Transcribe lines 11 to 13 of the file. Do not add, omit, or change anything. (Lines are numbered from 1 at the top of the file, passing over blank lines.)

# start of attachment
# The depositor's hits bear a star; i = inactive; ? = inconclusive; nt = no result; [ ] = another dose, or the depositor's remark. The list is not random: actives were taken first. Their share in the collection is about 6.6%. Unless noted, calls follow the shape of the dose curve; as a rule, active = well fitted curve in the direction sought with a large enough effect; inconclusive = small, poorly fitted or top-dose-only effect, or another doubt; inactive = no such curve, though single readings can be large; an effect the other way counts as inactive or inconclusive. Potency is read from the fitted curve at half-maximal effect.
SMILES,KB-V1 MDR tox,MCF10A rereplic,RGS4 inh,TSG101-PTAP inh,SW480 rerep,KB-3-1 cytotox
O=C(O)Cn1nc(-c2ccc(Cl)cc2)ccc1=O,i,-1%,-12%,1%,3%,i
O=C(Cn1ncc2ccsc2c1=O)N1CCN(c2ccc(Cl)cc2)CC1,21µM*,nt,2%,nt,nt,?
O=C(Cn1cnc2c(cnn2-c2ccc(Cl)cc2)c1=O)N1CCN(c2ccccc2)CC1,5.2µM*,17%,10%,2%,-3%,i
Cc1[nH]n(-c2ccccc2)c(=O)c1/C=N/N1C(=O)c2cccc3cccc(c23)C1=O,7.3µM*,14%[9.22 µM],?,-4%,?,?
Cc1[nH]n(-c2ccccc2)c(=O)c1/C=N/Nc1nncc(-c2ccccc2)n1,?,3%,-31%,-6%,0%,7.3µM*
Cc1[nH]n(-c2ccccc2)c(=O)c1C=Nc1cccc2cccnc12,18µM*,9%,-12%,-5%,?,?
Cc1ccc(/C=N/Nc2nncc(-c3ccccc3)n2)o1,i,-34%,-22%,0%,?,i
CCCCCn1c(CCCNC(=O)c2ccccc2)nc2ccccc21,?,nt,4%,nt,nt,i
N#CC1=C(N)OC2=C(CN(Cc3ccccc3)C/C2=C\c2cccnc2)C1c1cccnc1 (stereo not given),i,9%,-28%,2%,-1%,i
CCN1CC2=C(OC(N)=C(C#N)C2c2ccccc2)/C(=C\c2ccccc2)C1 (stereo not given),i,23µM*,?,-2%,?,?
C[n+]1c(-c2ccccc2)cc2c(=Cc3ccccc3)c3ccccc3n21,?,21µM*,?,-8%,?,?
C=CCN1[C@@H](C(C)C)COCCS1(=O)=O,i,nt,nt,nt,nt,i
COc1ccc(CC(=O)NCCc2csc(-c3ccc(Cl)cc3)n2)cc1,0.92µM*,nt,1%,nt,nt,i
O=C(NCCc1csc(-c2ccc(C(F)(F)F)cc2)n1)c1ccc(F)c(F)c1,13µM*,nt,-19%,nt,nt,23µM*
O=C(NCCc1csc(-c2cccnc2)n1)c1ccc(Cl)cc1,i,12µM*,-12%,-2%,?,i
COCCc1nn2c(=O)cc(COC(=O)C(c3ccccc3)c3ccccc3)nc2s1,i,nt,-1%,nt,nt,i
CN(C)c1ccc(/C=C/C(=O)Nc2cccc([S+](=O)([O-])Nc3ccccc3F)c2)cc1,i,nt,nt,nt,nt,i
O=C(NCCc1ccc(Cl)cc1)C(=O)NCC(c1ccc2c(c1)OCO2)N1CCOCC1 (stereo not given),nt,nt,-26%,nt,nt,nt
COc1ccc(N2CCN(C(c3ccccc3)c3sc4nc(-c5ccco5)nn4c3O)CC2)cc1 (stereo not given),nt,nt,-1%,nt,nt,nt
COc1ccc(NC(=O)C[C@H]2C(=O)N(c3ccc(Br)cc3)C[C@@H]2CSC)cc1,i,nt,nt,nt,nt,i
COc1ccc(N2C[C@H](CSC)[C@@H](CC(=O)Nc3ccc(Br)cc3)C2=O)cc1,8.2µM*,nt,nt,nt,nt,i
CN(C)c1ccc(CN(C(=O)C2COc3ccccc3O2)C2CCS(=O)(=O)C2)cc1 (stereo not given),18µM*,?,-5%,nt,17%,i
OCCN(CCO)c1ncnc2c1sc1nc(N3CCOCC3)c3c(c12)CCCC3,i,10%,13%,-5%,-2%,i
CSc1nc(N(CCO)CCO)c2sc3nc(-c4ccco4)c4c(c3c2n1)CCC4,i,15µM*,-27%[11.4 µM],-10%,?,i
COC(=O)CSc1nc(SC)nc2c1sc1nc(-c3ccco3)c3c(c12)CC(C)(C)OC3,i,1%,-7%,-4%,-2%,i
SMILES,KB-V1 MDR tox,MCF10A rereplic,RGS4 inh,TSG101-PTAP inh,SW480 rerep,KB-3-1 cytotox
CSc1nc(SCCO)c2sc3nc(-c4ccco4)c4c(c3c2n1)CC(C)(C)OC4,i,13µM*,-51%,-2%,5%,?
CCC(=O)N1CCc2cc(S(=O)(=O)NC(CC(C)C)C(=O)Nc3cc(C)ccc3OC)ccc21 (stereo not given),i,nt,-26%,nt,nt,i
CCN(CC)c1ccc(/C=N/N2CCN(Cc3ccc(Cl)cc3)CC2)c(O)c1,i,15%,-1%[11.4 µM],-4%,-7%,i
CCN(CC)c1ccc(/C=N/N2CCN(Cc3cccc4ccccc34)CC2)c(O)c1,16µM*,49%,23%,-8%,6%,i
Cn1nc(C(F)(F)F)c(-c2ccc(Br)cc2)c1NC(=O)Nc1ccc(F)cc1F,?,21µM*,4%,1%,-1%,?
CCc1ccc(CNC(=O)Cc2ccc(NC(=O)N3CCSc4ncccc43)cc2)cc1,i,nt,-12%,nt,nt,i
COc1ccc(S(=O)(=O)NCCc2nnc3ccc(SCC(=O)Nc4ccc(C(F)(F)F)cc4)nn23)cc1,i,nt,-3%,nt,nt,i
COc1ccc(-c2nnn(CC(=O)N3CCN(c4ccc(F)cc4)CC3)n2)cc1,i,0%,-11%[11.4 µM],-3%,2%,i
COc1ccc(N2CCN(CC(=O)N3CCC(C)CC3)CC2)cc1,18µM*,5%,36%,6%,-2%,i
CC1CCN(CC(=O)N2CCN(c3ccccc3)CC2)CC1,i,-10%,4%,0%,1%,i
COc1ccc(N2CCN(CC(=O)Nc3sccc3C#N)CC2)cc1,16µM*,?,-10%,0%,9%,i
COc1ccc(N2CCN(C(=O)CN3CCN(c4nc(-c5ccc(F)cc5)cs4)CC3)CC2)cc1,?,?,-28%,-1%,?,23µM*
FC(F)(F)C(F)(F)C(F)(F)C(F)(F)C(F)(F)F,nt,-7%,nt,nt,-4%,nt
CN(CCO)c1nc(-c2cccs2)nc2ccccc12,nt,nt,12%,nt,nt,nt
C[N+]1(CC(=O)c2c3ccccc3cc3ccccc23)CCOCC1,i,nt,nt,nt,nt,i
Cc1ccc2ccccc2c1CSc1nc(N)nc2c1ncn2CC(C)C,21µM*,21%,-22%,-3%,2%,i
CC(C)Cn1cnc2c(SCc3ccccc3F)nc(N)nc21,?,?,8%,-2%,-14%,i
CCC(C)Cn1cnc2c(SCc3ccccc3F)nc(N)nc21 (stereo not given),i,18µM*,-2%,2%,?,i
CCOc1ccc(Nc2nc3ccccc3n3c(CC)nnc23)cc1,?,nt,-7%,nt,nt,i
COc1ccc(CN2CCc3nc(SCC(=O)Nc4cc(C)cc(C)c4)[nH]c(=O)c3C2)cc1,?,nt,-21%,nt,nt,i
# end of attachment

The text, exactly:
N#CC1=C(N)OC2=C(CN(Cc3ccccc3)C/C2=C\c2cccnc2)C1c1cccnc1 (stereo not given),i,9%,-28%,2%,-1%,i
CCN1CC2=C(OC(N)=C(C#N)C2c2ccccc2)/C(=C\c2ccccc2)C1 (stereo not given),i,23µM*,?,-2%,?,?
C[n+]1c(-c2ccccc2)cc2c(=Cc3ccccc3)c3ccccc3n21,?,21µM*,?,-8%,?,?